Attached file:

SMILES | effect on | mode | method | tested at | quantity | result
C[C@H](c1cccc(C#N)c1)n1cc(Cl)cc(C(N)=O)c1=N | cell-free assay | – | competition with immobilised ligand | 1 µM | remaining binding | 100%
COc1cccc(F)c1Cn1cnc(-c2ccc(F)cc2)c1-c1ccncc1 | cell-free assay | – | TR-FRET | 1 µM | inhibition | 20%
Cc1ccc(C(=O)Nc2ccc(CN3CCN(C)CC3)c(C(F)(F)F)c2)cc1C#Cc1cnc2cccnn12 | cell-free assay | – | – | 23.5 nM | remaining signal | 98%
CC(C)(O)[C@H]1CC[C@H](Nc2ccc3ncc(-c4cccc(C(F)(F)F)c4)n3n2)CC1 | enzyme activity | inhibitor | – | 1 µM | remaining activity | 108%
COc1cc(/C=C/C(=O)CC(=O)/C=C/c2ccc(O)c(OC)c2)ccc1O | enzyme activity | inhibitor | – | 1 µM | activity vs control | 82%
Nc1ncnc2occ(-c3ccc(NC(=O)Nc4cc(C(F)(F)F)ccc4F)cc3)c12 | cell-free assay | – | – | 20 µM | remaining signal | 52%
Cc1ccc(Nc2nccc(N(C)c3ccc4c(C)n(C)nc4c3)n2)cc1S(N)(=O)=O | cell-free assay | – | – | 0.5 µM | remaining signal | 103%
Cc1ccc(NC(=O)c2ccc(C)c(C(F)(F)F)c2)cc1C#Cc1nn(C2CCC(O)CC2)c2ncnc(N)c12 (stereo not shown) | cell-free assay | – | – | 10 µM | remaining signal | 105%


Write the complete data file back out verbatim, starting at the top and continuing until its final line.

SMILES | effect on | mode | method | tested at | quantity | result
C[C@H](c1cccc(C#N)c1)n1cc(Cl)cc(C(N)=O)c1=N | cell-free assay | – | competition with immobilised ligand | 1 µM | remaining binding | 100%
COc1cccc(F)c1Cn1cnc(-c2ccc(F)cc2)c1-c1ccncc1 | cell-free assay | – | TR-FRET | 1 µM | inhibition | 20%
Cc1ccc(C(=O)Nc2ccc(CN3CCN(C)CC3)c(C(F)(F)F)c2)cc1C#Cc1cnc2cccnn12 | cell-free assay | – | – | 23.5 nM | remaining signal | 98%
CC(C)(O)[C@H]1CC[C@H](Nc2ccc3ncc(-c4cccc(C(F)(F)F)c4)n3n2)CC1 | enzyme activity | inhibitor | – | 1 µM | remaining activity | 108%
COc1cc(/C=C/C(=O)CC(=O)/C=C/c2ccc(O)c(OC)c2)ccc1O | enzyme activity | inhibitor | – | 1 µM | activity vs control | 82%
Nc1ncnc2occ(-c3ccc(NC(=O)Nc4cc(C(F)(F)F)ccc4F)cc3)c12 | cell-free assay | – | – | 20 µM | remaining signal | 52%
Cc1ccc(Nc2nccc(N(C)c3ccc4c(C)n(C)nc4c3)n2)cc1S(N)(=O)=O | cell-free assay | – | – | 0.5 µM | remaining signal | 103%
Cc1ccc(NC(=O)c2ccc(C)c(C(F)(F)F)c2)cc1C#Cc1nn(C2CCC(O)CC2)c2ncnc(N)c12 (stereo not shown) | cell-free assay | – | – | 10 µM | remaining signal | 105%